Pérez-Mancera, Pedro A / Rust, Alistair G / van der Weyden, Louise / Kristiansen, Glen / Li, Allen / Sarver, Aaron L / Silverstein, Kevin A T / Grützmann, Robert / Aust, Daniela / Rümmele, Petra / Knösel, Thomas / Herd, Colin / Stemple, Derek L / Kettleborough, Ross / Brosnan, Jacqueline A / Li, Ang / Morgan, Richard / Knight, Spencer / Yu, Jun / Stegeman, Shane / Collier, Lara S / ten Hoeve, Jelle J / de Ridder, Jeroen / Klein, Alison P / Goggins, Michael / Hruban, Ralph H / Chang, David K / Biankin, Andrew V / Grimmond, Sean M / Anonymous291514 / Wessels, Lodewyk F A / Wood, Stephen A / Iacobuzio-Donahue, Christine A / Pilarsky, Christian / Largaespada, David A / Adams, David J / Tuveson, David A. ·Li Ka Shing Centre, Cambridge Research Institute, Cancer Research UK, Cambridge CB2 0RE, UK. ·Nature · Pubmed #22699621.

ABSTRACT: Pancreatic ductal adenocarcinoma (PDA) remains a lethal malignancy despite much progress concerning its molecular characterization. PDA tumours harbour four signature somatic mutations in addition to numerous lower frequency genetic events of uncertain significance. Here we use Sleeping Beauty (SB) transposon-mediated insertional mutagenesis in a mouse model of pancreatic ductal preneoplasia to identify genes that cooperate with oncogenic Kras(G12D) to accelerate tumorigenesis and promote progression. Our screen revealed new candidate genes for PDA and confirmed the importance of many genes and pathways previously implicated in human PDA. The most commonly mutated gene was the X-linked deubiquitinase Usp9x, which was inactivated in over 50% of the tumours. Although previous work had attributed a pro-survival role to USP9X in human neoplasia, we found instead that loss of Usp9x enhances transformation and protects pancreatic cancer cells from anoikis. Clinically, low USP9X protein and messenger RNA expression in PDA correlates with poor survival after surgery, and USP9X levels are inversely associated with metastatic burden in advanced disease. Furthermore, chromatin modulation with trichostatin A or 5-aza-2'-deoxycytidine elevates USP9X expression in human PDA cell lines, indicating a clinical approach for certain patients. The conditional deletion of Usp9x cooperated with Kras(G12D) to accelerate pancreatic tumorigenesis in mice, validating their genetic interaction. We propose that USP9X is a major tumour suppressor gene with prognostic and therapeutic relevance in PDA.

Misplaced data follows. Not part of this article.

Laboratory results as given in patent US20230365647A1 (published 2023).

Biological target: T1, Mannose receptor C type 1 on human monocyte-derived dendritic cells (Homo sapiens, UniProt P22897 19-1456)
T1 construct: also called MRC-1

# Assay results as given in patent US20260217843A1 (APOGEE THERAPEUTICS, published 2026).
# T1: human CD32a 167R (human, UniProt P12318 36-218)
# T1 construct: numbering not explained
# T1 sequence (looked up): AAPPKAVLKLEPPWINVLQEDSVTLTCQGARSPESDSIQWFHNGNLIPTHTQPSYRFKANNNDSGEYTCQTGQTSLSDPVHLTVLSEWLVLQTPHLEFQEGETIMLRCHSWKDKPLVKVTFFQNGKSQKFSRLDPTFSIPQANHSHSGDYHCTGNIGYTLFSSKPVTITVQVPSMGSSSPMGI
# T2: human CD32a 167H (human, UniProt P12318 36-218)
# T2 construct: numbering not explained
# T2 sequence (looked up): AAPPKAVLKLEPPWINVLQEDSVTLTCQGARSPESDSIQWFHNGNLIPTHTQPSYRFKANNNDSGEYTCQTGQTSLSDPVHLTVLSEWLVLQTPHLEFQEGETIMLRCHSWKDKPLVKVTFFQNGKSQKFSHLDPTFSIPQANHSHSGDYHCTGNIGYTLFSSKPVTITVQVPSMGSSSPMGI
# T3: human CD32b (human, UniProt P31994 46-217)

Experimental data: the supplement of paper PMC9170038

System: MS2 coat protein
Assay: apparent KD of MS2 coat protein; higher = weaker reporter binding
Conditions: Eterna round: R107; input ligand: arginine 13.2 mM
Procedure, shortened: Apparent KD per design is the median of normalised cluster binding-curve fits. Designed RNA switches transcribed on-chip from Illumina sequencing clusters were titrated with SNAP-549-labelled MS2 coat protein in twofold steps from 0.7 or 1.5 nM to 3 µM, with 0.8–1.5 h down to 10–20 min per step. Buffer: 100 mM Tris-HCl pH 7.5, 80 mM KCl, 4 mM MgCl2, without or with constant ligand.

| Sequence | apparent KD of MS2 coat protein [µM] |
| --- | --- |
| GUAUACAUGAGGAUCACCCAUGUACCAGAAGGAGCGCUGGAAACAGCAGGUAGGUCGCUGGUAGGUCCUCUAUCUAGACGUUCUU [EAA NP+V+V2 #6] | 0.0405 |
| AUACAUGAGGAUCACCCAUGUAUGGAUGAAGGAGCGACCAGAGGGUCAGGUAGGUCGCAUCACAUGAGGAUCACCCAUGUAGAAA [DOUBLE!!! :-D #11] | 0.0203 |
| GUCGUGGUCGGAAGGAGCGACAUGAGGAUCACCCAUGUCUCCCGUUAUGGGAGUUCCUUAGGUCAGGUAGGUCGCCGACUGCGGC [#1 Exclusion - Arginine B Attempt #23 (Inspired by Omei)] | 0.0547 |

4 Article Exome sequencing identifies frequent mutation of the SWI/SNF complex gene PBRM1 in renal carcinoma. 2011

Varela, Ignacio / Tarpey, Patrick / Raine, Keiran / Huang, Dachuan / Ong, Choon Kiat / Stephens, Philip / Davies, Helen / Jones, David / Lin, Meng-Lay / Teague, Jon / Bignell, Graham / Butler, Adam / Cho, Juok / Dalgliesh, Gillian L / Galappaththige, Danushka / Greenman, Chris / Hardy, Claire / Jia, Mingming / Latimer, Calli / Lau, King Wai / Marshall, John / McLaren, Stuart / Menzies, Andrew / Mudie, Laura / Stebbings, Lucy / Largaespada, David A / Wessels, L F A / Richard, Stephane / Kahnoski, Richard J / Anema, John / Tuveson, David A / Perez-Mancera, Pedro A / Mustonen, Ville / Fischer, Andrej / Adams, David J / Rust, Alistair / Chan-on, Waraporn / Subimerb, Chutima / Dykema, Karl / Furge, Kyle / Campbell, Peter J / Teh, Bin Tean / Stratton, Michael R / Futreal, P Andrew. ·Cancer Genome Project, Wellcome Trust Sanger Institute, Hinxton CB10 1SA, UK. ·Nature · Pubmed #21248752.

ABSTRACT: The genetics of renal cancer is dominated by inactivation of the VHL tumour suppressor gene in clear cell carcinoma (ccRCC), the commonest histological subtype. A recent large-scale screen of ∼3,500 genes by PCR-based exon re-sequencing identified several new cancer genes in ccRCC including UTX (also known as KDM6A), JARID1C (also known as KDM5C) and SETD2 (ref. 2). These genes encode enzymes that demethylate (UTX, JARID1C) or methylate (SETD2) key lysine residues of histone H3. Modification of the methylation state of these lysine residues of histone H3 regulates chromatin structure and is implicated in transcriptional control. However, together these mutations are present in fewer than 15% of ccRCC, suggesting the existence of additional, currently unidentified cancer genes. Here, we have sequenced the protein coding exome in a series of primary ccRCC and report the identification of the SWI/SNF chromatin remodelling complex gene PBRM1 (ref. 4) as a second major ccRCC cancer gene, with truncating mutations in 41% (92/227) of cases. These data further elucidate the somatic genetic architecture of ccRCC and emphasize the marked contribution of aberrant chromatin biology.